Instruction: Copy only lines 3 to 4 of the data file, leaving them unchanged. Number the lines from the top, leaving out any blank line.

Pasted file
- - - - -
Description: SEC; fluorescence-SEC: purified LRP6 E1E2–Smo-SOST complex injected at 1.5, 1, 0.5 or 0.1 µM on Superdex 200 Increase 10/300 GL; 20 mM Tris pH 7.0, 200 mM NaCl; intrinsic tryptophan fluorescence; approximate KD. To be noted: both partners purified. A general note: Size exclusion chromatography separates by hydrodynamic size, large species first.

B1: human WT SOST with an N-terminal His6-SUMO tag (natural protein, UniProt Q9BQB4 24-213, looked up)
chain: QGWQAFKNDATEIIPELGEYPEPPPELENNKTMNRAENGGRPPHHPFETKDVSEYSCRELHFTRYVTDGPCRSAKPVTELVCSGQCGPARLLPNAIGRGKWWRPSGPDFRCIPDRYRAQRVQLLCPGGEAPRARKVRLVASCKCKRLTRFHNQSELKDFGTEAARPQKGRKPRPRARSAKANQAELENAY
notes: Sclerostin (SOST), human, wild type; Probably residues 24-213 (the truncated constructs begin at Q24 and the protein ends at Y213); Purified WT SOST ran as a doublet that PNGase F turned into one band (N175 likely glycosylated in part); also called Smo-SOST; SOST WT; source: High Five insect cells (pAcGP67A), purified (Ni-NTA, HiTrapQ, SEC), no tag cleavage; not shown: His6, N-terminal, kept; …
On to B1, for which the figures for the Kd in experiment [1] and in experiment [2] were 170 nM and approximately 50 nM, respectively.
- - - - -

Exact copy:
chain: QGWQAFKNDATEIIPELGEYPEPPPELENNKTMNRAENGGRPPHHPFETKDVSEYSCRELHFTRYVTDGPCRSAKPVTELVCSGQCGPARLLPNAIGRGKWWRPSGPDFRCIPDRYRAQRVQLLCPGGEAPRARKVRLVASCKCKRLTRFHNQSELKDFGTEAARPQKGRKPRPRARSAKANQAELENAY
notes: Sclerostin (SOST), human, wild type; Probably residues 24-213 (the truncated constructs begin at Q24 and the protein ends at Y213); Purified WT SOST ran as a doublet that PNGase F turned into one band (N175 likely glycosylated in part); also called Smo-SOST; SOST WT; source: High Five insect cells (pAcGP67A), purified (Ni-NTA, HiTrapQ, SEC), no tag cleavage; not shown: His6, N-terminal, kept; …